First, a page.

There's a whole market segment in Europe called "compact vans" - VW Touran, Toyota Corolla/Avensis Verso (I drive one and am happy with it), Mercedes A/B class (I drove one and was happy with it), etc. Both my cars did less than 7l/100km (I leave it to you to convert that...), had absolutely zero reliability and near enough zero repair issues, and were quite spacious.
I know you panned the Fords, but I have to agree with "Eyebrows McGee" -- the Focus we have has a ton of headroom. My husband's 6'4" (picture an offensive lineman here) and he fits into the car just fine. The backseat also fits three grown adults. I loved the Focus when we bought it because I'm only 5'2" and I can crank the seat UP so I can see over the hood.

Of course, I'm now driving a Mustang Convertible (not a family friendly car, but sooo cool).

And our last Ford, a Ranger truck, had ~ 180,000 miles on it when the A/C went. We still see it on the road sometimes.

We've had our share of dud cars, but they all seem to have been Chevys. As for Toyota, we had a Toyota Echo that my husband could fit into (it seems to be egg shaped), and it had ~120K on it before my husband slammed it into the back of a semi. He walked away from it with 19 stitches, but the car was totalled (and the air bags didn't go off).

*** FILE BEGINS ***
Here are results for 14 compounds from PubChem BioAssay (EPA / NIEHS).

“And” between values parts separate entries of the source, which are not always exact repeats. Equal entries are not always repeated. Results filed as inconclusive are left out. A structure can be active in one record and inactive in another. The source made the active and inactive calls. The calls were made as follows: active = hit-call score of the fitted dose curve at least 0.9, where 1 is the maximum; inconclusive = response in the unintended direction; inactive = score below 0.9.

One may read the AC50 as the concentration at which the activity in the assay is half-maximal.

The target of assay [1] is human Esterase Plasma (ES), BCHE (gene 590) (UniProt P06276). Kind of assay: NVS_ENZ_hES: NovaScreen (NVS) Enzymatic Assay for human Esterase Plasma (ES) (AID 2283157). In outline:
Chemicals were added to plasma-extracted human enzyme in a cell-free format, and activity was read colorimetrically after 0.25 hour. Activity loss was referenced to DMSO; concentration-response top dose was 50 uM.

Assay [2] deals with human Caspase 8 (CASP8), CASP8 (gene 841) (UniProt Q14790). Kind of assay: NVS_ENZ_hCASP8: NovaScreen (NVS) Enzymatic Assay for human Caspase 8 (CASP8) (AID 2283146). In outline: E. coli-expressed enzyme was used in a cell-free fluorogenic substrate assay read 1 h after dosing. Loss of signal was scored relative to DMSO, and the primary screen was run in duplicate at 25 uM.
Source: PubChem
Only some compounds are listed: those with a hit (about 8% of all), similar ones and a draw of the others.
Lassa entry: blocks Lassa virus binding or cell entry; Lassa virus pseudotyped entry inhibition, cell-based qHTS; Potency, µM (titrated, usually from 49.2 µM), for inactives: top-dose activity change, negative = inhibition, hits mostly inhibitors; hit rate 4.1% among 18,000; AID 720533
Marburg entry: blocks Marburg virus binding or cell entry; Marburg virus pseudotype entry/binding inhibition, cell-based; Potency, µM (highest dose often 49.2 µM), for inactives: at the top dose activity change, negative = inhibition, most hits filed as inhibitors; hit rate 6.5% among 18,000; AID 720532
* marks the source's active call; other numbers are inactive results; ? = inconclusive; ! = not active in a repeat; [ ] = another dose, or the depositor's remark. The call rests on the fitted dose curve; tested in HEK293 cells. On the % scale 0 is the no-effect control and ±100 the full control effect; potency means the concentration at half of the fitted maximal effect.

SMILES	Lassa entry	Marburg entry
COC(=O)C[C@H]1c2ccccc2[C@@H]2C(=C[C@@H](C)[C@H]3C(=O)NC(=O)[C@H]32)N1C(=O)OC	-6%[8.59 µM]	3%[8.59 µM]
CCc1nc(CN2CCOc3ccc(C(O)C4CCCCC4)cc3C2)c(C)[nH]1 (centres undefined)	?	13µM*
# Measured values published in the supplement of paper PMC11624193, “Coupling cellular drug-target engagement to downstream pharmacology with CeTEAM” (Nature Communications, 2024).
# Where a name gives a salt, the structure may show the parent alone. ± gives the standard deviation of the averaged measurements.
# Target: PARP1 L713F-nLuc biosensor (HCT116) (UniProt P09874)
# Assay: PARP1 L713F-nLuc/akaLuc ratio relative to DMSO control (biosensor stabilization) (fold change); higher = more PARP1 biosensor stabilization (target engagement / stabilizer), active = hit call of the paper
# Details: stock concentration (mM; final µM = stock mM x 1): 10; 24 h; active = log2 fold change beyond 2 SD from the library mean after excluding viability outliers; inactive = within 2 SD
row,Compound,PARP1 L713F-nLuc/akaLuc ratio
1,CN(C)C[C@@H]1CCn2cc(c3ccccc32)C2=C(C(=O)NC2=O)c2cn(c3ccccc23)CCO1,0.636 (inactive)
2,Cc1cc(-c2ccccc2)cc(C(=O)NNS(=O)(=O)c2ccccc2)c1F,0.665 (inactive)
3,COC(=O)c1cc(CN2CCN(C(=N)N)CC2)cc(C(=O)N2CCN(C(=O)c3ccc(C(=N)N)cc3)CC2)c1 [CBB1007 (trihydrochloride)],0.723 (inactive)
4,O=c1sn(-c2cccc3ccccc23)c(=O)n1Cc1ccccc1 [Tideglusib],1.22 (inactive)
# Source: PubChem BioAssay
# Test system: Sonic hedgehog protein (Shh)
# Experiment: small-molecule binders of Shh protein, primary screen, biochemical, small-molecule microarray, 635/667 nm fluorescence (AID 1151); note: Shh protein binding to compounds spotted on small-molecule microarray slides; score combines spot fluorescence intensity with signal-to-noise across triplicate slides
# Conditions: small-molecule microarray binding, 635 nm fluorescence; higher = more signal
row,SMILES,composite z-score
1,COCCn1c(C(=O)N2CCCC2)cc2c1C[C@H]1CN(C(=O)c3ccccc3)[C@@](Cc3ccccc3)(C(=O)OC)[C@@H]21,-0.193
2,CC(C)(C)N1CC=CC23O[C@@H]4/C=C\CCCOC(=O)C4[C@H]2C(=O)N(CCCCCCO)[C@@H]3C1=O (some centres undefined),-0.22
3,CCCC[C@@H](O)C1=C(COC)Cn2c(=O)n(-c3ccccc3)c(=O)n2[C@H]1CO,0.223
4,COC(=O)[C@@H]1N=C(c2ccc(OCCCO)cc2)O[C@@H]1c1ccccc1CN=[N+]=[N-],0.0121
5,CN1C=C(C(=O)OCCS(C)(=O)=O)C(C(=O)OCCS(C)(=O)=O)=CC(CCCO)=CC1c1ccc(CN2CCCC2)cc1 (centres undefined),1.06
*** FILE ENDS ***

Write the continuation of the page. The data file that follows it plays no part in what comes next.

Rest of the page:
My family has had good luck with Toyotas as well. We currently have 2 1984s (a minivan and a Camry) and a 2000 Celica and they all run reliably. The van needed $800 worth of work this year (the power steering pump leaked on the alternator) and the Camry's had a few big repairs since the 15-year mark (new transmission and such), but they're all still reliable enough to be someone's main car and not let them down when they need to get to work on time. I know we've never had more than $1000 worth of repairs at any one time on either of the 84s within the past 10 or so years since that's around their blue book value (this may be a bit blurred because we do some of the "reasonably priced part, expensive labor" repairs, like the transmission, within the family). My Camry isn't comfortable for tall drivers, but I'm sure it's a different beast 23 or 24 model years later so I really can't speak to the current model. Anyway, we've never had an unreliable Toyota.